The evidence shows Grand Island Mayor Jay Vavricek was legally drunk when state troopers pulled him over two and a half weeks ago. But prosecutors didn't think a 0.093 blood alcohol content was enough to charge him with a DUI.
"It feels like certain people get privileges and it's not right," said Roberta Barta, who was in the courtroom during Vavricek's arraignment on Wednesday, March 20.
Vavricek and his attorney struck a plea agreement with Howard County Attorney David Schroeder. In return to no drunk driving charges, Vavricek aggreed to plea no contest to his reckless driving charge. The plea agreement also included a $400 fine plus court costs and lab fees, but Judge Tami Schendt increased the fine to the maximum allowable of $500. The total paid by Vavricek was $643.
It's a deal that didn't sit well with some who were in the courtroom.
"I'm upset that anybody else is held to the same standard but somebody with a title is held above them. He's an elected official. He should act more responsible than anybody else, and that's why we elected him, because he's supposed to show more responsibility, more maturity," said Bobbey Olinger.
Vavricek's attorney said that while there were aspects of the prosecution's case they could have contested, they chose the plea agreement because there had been so much publicity about the case. The Howard County Attorney declined again to speak on camera, but when asked about the circumstances surrounding Vavricek's plea agreement, he said only that while such plea agreements did not happen often, they do occur occasionally.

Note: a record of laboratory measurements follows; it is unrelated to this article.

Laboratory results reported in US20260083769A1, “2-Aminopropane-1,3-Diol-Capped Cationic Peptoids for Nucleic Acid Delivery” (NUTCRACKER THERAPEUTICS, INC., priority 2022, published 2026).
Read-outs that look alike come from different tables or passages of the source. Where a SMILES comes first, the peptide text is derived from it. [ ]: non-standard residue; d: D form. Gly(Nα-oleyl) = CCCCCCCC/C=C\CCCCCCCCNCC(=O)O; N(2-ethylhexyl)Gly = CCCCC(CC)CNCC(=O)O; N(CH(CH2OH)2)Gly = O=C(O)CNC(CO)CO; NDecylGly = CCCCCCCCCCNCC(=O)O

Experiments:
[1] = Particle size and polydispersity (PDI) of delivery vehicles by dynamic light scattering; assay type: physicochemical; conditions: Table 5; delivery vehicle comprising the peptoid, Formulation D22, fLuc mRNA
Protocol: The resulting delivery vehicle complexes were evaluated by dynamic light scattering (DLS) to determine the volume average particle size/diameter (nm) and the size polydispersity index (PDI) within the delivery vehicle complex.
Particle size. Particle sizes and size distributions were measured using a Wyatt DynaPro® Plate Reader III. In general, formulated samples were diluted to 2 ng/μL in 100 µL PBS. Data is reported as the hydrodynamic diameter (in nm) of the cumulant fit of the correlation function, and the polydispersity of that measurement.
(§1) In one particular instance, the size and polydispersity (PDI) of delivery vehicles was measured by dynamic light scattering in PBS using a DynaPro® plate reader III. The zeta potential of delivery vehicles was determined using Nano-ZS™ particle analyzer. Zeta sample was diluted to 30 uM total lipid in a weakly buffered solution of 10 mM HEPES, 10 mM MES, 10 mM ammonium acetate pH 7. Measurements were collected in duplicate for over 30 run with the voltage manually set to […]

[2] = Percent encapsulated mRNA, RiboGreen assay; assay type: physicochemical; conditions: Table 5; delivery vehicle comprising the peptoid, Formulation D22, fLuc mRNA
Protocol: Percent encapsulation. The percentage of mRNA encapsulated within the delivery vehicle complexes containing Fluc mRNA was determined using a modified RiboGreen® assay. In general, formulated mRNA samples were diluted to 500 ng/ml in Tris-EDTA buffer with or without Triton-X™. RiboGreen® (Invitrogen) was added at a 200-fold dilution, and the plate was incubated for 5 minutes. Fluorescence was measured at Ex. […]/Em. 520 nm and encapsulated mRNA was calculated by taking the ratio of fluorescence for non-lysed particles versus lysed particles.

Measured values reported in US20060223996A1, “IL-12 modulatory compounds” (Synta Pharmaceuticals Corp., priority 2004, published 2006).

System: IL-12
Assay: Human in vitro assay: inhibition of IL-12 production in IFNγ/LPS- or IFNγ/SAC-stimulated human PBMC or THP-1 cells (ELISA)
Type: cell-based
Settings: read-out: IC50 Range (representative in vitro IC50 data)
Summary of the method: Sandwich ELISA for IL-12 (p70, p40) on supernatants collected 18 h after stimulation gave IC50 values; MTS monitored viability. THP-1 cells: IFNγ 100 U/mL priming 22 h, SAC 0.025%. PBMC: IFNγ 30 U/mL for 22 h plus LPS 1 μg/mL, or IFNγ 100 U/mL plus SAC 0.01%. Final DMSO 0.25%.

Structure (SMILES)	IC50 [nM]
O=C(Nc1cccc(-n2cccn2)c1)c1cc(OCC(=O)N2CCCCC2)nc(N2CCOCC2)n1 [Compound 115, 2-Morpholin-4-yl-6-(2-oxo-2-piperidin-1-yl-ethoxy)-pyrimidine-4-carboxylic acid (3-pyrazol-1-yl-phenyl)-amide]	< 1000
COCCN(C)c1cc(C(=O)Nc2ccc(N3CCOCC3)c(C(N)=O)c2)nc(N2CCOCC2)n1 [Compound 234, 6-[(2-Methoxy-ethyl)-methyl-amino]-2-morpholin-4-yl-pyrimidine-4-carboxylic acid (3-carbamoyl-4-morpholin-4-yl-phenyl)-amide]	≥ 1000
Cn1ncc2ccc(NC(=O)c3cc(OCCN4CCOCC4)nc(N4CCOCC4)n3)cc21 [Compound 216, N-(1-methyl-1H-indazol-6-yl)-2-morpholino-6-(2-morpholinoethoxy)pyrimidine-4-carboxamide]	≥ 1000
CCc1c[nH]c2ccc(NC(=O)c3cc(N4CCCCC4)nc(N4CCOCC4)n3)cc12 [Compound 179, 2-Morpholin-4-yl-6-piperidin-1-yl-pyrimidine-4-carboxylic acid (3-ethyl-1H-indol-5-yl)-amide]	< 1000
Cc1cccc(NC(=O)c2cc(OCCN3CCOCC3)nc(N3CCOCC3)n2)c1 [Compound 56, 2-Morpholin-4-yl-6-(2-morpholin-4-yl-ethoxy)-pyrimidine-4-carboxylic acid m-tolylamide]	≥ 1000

In court, Vavricek said, "I'm humble to be here, Your Honor. I regret it, very much sorry for what occurred, it will never happen again. I appreciate your understanding in this regretful situation."
Mayor Jay Vavricek then issued the following statement to the public on Wednesday afternoon:
“Again, my family and I are very thankful for all the prayers, support, and acts of kindness from those who have reached out to us during this difficult time. I have learned much from my mistake and I hope to emerge from this as a better person and mayor.”
Vavricek was arrested on suspicion of first offense DUI on March 2.
Schroeder said he filed the reckless driving charge Monday afternoon.
According to the Nebraska State Patrol, Vavricek was stopped at Highway 281 and Highway 58 in Howard County Saturday March 2, after someone called in the vehicle he was driving as a possible drunk driver.
A trooper said that vehicle was driving on the shoulder of Highway 281 around 6:00 p.m. when the stop was made.
After sobriety tests, Vavricek was arrested on suspicion of driving under the influence and booked into the Valley County Jail. According to the citation and complaint report from Nebraska State Patrol, in addition to the first offense DUI, he was also cited for failure to use a seatbelt.
A local liquor store employee, who wishes to remain anonymous, told 1011 the mayor bought alcohol from her earlier that afternoon. She said he appeared to have a limp, but otherwise seemed normal. She told us the mayor frequents that liquor store.
Vavricek released a statement Sunday March 3, saying, "I am sorry and embarrassed for the events that have occurred in the last 24 hours. I apologize to my family, those dependent on me, and my community, and will take corrective action so they will never be affected like this again."